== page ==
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Bipartisan Funding Bill Will Make a Difference Now, But More Action Will Be Needed

The bipartisan bill passed by the House and the Senate and signed by the president provides urgently needed resources to confront COVID-19, funds critical programs across the government in 2021 and offers great hope for recovery from some of the pandemic’s damaging impacts in the year to come.

Two highly effective vaccines have demonstrated the remarkable power of science. The support the bill provides to optimize vaccine manufacture, procurement, roll out and education and to build our public health infrastructure is significant and promising. Funding supplied in the COVID-19 relief legislation to expand testing, contact tracing, surveillance and monitoring will be vital to gaining control of the pandemic, while resources included for therapeutics and supplies will save lives. Funding in the bill to support vaccine procurement and delivery in low- and middle-income countries is important.

In addition, the FY 2021 bill includes increased funding for global health security. The last year has demonstrated more starkly than ever that an infectious disease threat anywhere is an infectious disease threat everywhere. Resources that enable the United States to work collaboratively with the rest of the world toward the end of this pandemic and the prevention of future pandemics will be essential. Disappointingly, the bill also flat-funds the U.S. President’s Emergency Plan for AIDS Relief and the Global Fund to Fight AIDS, Tuberculosis and Malaria, failing to provide the increased resources needed to address service disruptions due to the pandemic.

As vaccines are rolled out over the months to come, funding in the bill will help to reduce the impact of economic hardships at home caused by the pandemic. The bill adds support that is critical to prevent continued worsening of health disparities and supports public health measures necessary to slow the spread of COVID-19. At the same time, following a year of unprecedented challenges to public health service delivery, the bill falls generally short in new funding for public health, biomedical research and the scientific workforce through programs at the Centers for Disease Control and Prevention and the National Institutes of Health.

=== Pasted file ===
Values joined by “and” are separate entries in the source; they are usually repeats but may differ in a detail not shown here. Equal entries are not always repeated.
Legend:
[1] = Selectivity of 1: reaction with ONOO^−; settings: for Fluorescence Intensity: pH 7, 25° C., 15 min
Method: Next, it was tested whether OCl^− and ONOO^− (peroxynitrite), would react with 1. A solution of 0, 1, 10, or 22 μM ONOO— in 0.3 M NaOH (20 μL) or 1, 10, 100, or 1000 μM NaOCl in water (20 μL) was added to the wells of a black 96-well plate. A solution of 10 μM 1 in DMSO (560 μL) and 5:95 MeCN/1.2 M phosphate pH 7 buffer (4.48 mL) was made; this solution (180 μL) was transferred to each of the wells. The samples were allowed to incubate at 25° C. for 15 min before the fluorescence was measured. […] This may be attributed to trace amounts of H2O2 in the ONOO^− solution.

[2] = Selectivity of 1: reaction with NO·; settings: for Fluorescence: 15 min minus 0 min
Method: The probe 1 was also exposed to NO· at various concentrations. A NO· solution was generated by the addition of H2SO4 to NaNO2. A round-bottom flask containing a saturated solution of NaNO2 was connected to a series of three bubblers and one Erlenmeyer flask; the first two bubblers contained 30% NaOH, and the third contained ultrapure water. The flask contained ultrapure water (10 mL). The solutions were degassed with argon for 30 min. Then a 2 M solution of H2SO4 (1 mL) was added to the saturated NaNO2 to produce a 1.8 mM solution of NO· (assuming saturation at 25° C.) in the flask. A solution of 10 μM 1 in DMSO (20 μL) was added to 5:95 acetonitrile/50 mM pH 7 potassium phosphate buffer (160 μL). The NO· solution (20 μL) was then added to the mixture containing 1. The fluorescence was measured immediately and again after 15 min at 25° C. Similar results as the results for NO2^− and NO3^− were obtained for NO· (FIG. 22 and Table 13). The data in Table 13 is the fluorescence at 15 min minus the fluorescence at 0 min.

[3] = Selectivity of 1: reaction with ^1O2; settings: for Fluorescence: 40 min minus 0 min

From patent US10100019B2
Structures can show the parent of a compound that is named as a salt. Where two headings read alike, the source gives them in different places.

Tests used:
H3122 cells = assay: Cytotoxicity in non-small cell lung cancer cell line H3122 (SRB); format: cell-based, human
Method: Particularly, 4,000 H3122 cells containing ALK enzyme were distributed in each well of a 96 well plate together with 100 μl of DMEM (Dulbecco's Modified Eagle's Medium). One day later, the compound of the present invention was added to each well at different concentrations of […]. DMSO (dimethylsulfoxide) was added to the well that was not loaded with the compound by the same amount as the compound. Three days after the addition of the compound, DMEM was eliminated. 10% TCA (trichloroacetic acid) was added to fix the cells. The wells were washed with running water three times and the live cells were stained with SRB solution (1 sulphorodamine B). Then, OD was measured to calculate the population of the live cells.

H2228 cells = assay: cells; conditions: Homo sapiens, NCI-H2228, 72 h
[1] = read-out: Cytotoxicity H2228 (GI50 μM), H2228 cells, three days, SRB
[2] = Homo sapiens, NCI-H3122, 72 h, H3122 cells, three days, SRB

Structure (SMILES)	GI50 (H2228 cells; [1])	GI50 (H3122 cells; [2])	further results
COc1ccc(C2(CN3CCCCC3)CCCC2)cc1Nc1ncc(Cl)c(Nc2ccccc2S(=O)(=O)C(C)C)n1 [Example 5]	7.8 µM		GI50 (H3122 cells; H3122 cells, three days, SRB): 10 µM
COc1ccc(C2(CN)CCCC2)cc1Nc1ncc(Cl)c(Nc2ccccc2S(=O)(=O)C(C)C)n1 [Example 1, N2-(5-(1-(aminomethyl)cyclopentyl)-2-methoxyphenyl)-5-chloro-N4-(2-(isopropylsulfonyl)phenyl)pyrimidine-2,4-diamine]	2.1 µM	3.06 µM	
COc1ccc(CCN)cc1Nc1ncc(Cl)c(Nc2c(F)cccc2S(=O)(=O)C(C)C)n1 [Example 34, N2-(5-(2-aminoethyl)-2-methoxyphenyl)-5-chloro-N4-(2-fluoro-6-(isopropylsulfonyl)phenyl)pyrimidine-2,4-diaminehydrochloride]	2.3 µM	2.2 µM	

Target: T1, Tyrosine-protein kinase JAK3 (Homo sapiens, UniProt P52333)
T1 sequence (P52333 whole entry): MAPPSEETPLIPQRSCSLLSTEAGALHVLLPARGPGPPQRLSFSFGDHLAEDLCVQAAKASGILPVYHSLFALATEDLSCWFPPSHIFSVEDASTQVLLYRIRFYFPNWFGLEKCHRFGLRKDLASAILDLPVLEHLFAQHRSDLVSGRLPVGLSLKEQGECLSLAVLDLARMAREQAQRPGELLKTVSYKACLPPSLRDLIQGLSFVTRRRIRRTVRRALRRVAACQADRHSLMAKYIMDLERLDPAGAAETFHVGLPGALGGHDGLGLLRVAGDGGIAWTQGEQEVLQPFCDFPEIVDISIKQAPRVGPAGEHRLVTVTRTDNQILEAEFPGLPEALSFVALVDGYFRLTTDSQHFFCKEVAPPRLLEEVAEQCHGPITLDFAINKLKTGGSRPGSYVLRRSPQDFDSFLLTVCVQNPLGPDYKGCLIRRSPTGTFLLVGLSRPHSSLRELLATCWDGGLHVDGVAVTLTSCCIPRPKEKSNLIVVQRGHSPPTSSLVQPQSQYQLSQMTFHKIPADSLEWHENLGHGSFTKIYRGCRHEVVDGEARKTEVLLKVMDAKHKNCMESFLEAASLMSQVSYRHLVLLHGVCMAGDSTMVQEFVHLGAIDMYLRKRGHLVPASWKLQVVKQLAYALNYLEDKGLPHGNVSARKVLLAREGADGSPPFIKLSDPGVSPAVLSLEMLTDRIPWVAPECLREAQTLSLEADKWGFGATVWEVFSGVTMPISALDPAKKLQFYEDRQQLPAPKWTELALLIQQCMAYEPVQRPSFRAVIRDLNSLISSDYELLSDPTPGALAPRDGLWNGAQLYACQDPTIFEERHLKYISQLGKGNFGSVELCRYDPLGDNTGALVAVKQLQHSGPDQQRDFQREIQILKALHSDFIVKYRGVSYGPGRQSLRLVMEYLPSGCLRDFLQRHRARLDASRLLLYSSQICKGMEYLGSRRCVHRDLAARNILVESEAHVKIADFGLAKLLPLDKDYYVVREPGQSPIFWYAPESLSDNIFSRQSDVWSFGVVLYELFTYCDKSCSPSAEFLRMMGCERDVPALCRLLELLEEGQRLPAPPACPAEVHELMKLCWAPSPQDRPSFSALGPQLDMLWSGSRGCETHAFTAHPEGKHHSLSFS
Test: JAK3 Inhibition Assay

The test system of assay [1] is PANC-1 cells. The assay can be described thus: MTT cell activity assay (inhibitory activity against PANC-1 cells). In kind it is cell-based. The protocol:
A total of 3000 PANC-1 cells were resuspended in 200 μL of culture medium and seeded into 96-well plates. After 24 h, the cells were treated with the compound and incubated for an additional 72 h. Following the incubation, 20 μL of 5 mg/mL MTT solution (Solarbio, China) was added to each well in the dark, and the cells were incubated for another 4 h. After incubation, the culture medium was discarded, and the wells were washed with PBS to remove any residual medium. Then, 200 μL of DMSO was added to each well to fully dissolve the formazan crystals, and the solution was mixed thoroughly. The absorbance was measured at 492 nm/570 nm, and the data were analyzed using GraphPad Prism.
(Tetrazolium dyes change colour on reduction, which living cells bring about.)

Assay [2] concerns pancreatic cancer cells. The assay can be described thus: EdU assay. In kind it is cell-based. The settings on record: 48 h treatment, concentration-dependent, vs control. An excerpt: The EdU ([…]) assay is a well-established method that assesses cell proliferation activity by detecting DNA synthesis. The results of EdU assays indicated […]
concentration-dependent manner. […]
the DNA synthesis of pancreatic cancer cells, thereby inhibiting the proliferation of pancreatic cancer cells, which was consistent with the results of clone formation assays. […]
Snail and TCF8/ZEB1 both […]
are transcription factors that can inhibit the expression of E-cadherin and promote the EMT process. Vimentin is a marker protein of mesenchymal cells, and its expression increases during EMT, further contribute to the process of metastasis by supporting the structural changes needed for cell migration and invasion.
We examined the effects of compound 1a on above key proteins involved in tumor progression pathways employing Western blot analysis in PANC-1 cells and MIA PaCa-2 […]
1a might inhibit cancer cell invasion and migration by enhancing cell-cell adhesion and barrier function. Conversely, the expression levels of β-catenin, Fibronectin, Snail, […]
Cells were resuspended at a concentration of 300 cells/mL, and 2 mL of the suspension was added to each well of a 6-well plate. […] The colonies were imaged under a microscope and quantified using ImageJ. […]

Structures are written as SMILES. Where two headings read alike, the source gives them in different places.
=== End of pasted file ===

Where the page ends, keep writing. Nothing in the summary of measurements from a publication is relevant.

Similarly, while wording in the bill recognizes pressing needs to combat antimicrobial resistance — including calling for CDC and NIH congressional briefings on the ongoing crisis — it does not provide sufficient funding to meet the growing needs for stewardship, prevention, research and innovation that the impacts of infections that do not respond to available treatments demand. The bill does provide important new resources for the Ending the HIV Epidemic initiative.

Of note, in a year when the crucial value of infectious disease specialists has been underscored by unmet needs, the bill allows updates to outpatient evaluation and management codes to move forward, while providing some funding to help mitigate cuts in physician compensation due to budget neutrality rules. The Centers for Medicare and Medicaid Services is expected to provide clarity on how the funding provided will ultimately impact payment to infectious diseases physicians, who had been expected to take a 4% cut. Unfortunately, the bill imposes a three-year delay before implementation of a new outpatient code that is intended to provide increased reimbursement for highly complex care. A CMS update to inpatient evaluation and management codes will be critical in the next year to help ensure compensation for infectious diseases physicians that appropriately reflects their value.

IDSA and HIVMA thank Congress for taking the action that it has to ensure needed resources are available in the pivotal days and weeks ahead. We urge House and Senate members to stand ready in 2021 to work with the new administration to act and provide the additional resources necessary to end the pandemic, reduce health inequities and address other longstanding and emerging infectious diseases threats.

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